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Doctors Take Opioid Prescriptions From Increasing Patients, Reports Report





  A man seated at a coffee table: An elderly woman begins her day by taking her daily prescription drug on December 24, 2017 in Phoenix, Arizona.


© Andrew Lichtenstein / Getty Images
An elderly woman begins her day by taking her daily prescription drug on December 24, 201

7 in Phoenix, Arizona.


Another study indicates that patients are removed from prescription painkillers with "fast" rates that go beyond federal guidelines.

Among more than 100,000 patients enrolled in both commercial insurance and Medicare Advantage programs, researchers find that the annual rate goes down doubling between 2008 and 2017.

Responding to the opioid crisis , The Department of Health and Human Services (HHS) has released a cutback plan in 2016 that has sent a chilling effect across the chronic pain community, experts say. It has recently been tempered, but not before doctors and hospital networks begin to remove patients with pain from their medications or to send them in full.

HHS suggested reducing patients to gradual doses of about 10 percent per week or possibly less, but some clinicians and hospitals may have interpreted the guidelines as a "hard stop," according to a study published on November 15 The Journal of the American Medical Association . In 2017, more than one-fifth of patients experienced a decrease in average daily doses of 15 percent or more, according to the findings. This is only 10.5 percent of patients in 2008. Video: What is fentanyl, an opioid drug 50 times more potent than heroin?

Nearly one in every five people decreases by more than 40 percent every month, the researchers found. For people who are physically addicted to drugs, this type of approach can cause crippling withdrawal symptoms, psychological distress and suicide, not to mention uncontrolled pain, according to a recent warning from the Food and Drug Administration (FDA).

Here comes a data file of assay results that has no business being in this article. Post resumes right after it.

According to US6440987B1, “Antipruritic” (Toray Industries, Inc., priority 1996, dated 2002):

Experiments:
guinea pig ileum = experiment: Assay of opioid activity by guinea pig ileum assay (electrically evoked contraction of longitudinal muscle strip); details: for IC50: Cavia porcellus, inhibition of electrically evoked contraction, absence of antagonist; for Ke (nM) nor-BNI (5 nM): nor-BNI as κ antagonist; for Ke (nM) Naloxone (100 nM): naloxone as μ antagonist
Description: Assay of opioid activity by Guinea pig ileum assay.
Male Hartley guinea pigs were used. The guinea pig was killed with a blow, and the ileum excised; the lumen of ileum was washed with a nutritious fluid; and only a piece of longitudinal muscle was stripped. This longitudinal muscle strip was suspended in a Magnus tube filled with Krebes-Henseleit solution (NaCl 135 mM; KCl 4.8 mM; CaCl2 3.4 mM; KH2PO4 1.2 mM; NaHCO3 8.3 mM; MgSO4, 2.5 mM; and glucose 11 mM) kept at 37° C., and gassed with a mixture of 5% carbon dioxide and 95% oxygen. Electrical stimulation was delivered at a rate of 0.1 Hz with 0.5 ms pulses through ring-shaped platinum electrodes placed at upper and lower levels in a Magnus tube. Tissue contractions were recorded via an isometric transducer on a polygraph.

Groups at particular risk of discarding their medicines in this way include younger people, women, minorities, people with higher doses of opiates, people who have recently overdosed, and people with commercial insurance, [19659004] "This study confirms that many Patients with chronic pain receive non-standard care," said Dan Laird, a pain doctor and abuse advocate. with chronic pain continue to be

In another recent study conducted by Quest Diagnostics and the Addiction Center, more than four in five doctors said they were reluctant to accept patients using prescribed opioids. They also stated that opioid crisis complicates treatment of patients with pain

"The effects of opioid reduction on pain, withdrawal, mental health and the risk of overdose warrant careful evaluation," the authors of the JAMA study conclude.

Because this project was limited by its reliance on commercial insurance and Medicare Advantage programs, the results may not be generalizable to uninsured people or those enrolled in Medicaid. Data are also obtained from administrative claims that risk a measurement error.

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